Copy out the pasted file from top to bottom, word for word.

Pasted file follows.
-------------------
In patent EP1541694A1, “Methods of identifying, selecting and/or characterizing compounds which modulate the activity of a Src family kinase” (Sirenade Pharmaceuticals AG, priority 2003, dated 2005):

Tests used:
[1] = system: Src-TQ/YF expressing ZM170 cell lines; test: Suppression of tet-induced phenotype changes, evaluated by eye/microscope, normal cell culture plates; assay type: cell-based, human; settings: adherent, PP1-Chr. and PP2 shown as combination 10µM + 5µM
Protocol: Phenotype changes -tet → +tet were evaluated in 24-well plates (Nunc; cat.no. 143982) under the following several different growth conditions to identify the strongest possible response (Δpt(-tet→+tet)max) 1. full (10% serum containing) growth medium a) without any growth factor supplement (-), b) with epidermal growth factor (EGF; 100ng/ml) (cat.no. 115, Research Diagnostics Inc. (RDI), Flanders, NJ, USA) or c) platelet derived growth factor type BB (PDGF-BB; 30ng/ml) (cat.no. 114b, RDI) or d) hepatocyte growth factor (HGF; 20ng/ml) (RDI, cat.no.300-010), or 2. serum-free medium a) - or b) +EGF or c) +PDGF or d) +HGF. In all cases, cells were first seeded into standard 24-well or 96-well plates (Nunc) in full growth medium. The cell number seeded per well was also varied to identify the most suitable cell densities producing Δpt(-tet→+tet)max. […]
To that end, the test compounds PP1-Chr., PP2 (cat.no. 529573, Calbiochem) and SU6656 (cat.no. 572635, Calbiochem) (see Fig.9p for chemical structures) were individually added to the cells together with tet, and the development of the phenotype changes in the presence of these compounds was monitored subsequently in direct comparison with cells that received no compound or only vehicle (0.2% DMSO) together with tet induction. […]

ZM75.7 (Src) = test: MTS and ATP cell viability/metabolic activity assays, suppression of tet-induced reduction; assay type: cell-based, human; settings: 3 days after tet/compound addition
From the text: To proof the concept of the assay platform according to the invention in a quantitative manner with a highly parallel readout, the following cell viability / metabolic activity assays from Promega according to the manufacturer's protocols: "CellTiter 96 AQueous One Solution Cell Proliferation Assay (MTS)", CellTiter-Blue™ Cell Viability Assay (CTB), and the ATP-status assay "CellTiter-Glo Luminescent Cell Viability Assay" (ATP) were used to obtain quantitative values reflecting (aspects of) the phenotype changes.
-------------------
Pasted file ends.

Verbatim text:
In patent EP1541694A1, “Methods of identifying, selecting and/or characterizing compounds which modulate the activity of a Src family kinase” (Sirenade Pharmaceuticals AG, priority 2003, dated 2005):

Tests used:
[1] = system: Src-TQ/YF expressing ZM170 cell lines; test: Suppression of tet-induced phenotype changes, evaluated by eye/microscope, normal cell culture plates; assay type: cell-based, human; settings: adherent, PP1-Chr. and PP2 shown as combination 10µM + 5µM
Protocol: Phenotype changes -tet → +tet were evaluated in 24-well plates (Nunc; cat.no. 143982) under the following several different growth conditions to identify the strongest possible response (Δpt(-tet→+tet)max) 1. full (10% serum containing) growth medium a) without any growth factor supplement (-), b) with epidermal growth factor (EGF; 100ng/ml) (cat.no. 115, Research Diagnostics Inc. (RDI), Flanders, NJ, USA) or c) platelet derived growth factor type BB (PDGF-BB; 30ng/ml) (cat.no. 114b, RDI) or d) hepatocyte growth factor (HGF; 20ng/ml) (RDI, cat.no.300-010), or 2. serum-free medium a) - or b) +EGF or c) +PDGF or d) +HGF. In all cases, cells were first seeded into standard 24-well or 96-well plates (Nunc) in full growth medium. The cell number seeded per well was also varied to identify the most suitable cell densities producing Δpt(-tet→+tet)max. […]
To that end, the test compounds PP1-Chr., PP2 (cat.no. 529573, Calbiochem) and SU6656 (cat.no. 572635, Calbiochem) (see Fig.9p for chemical structures) were individually added to the cells together with tet, and the development of the phenotype changes in the presence of these compounds was monitored subsequently in direct comparison with cells that received no compound or only vehicle (0.2% DMSO) together with tet induction. […]

ZM75.7 (Src) = test: MTS and ATP cell viability/metabolic activity assays, suppression of tet-induced reduction; assay type: cell-based, human; settings: 3 days after tet/compound addition
From the text: To proof the concept of the assay platform according to the invention in a quantitative manner with a highly parallel readout, the following cell viability / metabolic activity assays from Promega according to the manufacturer's protocols: "CellTiter 96 AQueous One Solution Cell Proliferation Assay (MTS)", CellTiter-Blue™ Cell Viability Assay (CTB), and the ATP-status assay "CellTiter-Glo Luminescent Cell Viability Assay" (ATP) were used to obtain quantitative values reflecting (aspects of) the phenotype changes.